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Buena Vista’s Board of Trustees kept the momentum going on Tuesday by approving an intergovernmental agreement (IGA) for the county’s Multi-Jurisdictional Housing Authority (MJHA), which will focus on workforce and affordable housing as Chaffee County faces markedly increased pressures on its housing supply.

In a unanimous vote, the board pointed to the escalations in housing costs, along with a noticeable uptick in demand as more urban dwellers seek to relocate to small towns and rural areas.

The average cost of a home in Buena Vista is now $430,000, which requires an income of $60,000, Trustee Amy Eckstein pointed out. However, she said, the average income is considerably less at $41,000. “Our teachers, our firemen, our essential workers can’t live here anymore.”

“BV is at a critical point with affordable housing,” she said. “Since urban flight has happened with COVID, it feels insurmountable.” Eckstein said the authority will help Buena Vista take more steps toward measures such as inclusionary housing requirements, developer incentives and deed restrictions – moves that are of minimal cost to the town but ways to encourage affordable housing.

Becky Gray, Chaffee County’s Director of Housing, said the recent demands in the real estate market only increase the need for affordable housing. “Because the market is not going to help us make more affordable housing … we have to use policies, systems, and partnerships to get more affordable housing built.”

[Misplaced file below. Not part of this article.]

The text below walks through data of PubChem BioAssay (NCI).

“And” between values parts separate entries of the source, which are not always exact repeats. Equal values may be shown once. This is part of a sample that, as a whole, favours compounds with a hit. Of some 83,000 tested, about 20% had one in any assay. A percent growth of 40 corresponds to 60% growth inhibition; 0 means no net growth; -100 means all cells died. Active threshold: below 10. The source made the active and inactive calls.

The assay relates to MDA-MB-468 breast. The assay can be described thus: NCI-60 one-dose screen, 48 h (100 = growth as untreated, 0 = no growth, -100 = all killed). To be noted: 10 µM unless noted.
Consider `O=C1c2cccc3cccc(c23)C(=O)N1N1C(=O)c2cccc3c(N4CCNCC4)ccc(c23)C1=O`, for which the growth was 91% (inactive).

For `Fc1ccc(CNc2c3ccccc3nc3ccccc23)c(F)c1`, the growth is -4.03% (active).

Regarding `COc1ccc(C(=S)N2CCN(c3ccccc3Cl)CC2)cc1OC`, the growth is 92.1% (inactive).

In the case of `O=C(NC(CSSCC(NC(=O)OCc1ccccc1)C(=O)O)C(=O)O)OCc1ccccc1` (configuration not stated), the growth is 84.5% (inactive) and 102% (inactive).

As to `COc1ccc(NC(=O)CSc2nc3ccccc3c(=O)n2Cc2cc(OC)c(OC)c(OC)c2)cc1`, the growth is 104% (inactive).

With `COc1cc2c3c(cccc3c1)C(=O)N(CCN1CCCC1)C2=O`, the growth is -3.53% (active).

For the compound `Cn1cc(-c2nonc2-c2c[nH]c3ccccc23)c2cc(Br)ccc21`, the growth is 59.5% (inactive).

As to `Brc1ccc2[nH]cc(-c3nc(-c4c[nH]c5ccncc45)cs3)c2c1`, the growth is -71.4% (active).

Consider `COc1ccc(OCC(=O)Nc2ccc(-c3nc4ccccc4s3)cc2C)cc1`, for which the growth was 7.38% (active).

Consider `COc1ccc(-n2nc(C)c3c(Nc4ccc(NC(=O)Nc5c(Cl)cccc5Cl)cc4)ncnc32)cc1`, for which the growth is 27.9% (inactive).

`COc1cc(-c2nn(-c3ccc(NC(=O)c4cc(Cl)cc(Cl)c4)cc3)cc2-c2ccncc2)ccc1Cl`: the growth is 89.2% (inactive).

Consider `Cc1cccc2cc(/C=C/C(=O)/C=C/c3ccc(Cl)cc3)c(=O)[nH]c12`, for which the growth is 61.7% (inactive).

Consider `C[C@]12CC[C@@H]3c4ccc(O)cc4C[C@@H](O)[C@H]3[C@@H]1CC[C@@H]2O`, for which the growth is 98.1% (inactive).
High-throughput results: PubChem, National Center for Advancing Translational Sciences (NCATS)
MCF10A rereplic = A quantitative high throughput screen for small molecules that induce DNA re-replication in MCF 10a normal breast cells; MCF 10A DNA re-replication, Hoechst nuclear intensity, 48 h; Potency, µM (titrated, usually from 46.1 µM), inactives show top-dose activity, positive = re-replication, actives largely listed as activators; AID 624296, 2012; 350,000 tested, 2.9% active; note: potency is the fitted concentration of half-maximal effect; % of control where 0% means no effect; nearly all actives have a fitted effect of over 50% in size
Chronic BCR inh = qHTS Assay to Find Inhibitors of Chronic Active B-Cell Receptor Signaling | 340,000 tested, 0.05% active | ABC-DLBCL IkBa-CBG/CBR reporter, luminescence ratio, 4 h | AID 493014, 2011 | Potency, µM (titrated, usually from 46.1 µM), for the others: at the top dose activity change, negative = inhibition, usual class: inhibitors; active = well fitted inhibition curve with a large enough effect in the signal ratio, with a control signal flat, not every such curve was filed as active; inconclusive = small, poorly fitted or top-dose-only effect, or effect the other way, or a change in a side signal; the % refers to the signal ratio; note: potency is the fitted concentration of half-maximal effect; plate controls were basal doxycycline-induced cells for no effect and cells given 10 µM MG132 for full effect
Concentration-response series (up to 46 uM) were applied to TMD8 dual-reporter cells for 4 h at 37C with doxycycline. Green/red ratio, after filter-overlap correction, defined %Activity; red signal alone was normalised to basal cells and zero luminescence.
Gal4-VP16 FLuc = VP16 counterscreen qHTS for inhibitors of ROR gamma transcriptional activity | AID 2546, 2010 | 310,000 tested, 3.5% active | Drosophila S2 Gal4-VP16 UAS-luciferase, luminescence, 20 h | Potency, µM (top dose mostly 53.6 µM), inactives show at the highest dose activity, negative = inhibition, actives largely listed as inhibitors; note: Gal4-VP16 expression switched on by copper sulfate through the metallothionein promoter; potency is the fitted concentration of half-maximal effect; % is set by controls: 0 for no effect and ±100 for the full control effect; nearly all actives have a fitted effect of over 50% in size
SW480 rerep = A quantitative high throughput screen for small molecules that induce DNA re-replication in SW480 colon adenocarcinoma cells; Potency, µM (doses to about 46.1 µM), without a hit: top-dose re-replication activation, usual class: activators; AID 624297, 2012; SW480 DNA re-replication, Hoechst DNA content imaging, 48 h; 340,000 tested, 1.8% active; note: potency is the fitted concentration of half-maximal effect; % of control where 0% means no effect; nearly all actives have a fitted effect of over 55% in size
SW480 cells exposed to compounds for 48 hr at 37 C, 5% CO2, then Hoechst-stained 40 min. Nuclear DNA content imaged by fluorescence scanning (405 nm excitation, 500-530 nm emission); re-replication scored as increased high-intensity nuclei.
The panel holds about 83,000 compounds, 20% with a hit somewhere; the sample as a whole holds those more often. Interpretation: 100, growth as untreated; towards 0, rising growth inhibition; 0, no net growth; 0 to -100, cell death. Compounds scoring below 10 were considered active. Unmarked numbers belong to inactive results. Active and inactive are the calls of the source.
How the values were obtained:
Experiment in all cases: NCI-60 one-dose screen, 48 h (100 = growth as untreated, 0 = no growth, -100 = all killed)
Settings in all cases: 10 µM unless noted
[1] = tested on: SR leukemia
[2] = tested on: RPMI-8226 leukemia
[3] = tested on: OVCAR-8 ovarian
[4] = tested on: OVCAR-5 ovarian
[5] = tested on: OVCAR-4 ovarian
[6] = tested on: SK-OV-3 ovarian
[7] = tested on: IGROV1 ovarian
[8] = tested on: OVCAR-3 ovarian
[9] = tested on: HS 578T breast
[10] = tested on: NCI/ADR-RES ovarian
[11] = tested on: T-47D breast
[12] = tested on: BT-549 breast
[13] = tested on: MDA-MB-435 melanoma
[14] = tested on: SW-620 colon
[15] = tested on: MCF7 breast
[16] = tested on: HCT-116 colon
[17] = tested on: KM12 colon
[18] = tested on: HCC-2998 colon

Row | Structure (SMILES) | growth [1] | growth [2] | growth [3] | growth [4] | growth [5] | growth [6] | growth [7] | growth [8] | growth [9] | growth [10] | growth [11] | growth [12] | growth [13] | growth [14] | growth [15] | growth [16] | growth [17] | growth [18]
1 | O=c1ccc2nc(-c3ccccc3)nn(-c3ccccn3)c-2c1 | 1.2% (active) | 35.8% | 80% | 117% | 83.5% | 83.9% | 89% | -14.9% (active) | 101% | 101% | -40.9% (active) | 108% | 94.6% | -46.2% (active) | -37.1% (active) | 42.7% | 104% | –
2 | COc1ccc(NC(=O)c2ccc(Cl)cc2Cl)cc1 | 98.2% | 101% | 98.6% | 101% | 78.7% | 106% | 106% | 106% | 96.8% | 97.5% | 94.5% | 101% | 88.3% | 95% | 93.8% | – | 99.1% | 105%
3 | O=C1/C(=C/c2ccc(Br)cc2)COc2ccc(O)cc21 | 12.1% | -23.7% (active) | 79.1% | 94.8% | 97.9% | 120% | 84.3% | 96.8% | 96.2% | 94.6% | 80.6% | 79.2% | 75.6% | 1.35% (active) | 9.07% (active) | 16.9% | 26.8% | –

The Chaffee Board of County Commissioners and the City of Salida have signed onto the IGA for the authority, and the Poncha Town Board plans to review it Sept. 28.

The process to create the authority grew out of a 2016 county housing needs assessment, which made the situation clear: The county would need 270 units of affordable housing each year for 10 years to catch up with the demand.

Municipal leaders formed the Housing Policy Advisory Committee, which recommended the creation of the Office of Housing, and long-term, the MJHA, which could seek outside funding, grants, tax credits, and more to support the creation of workforce housing. The Office of Housing came first; mutually funded by the county and with representative financial support from the three municipalities.

Nine representatives will serve on the authority board, with three selected by the county commissioners and two each appointed by the Buena Vista and Poncha Springs town boards and Salida City Council.

Lauding Gray’s efforts to help establish the IGA, Town Administrator Phillip Puckett said the measure is a milestone for the town and county.

“What BV recognized was that we are so busy keeping up with all of the ongoing work of operating a town, that it’s hard to spend enough time figuring out viable ways to integrate policy into our code and the way we work with development on the topic of affordable housing,” he said. “This authority would be given a lot of abilities to go do that, go define those things.”

The authority’s powers include planning, financing, acquisition, construction and reconstruction, management, and operations. Within the rules of the IGA, more weighty matters such as condemnation and the creation of ballot issues will require a supermajority or 66 percent vote.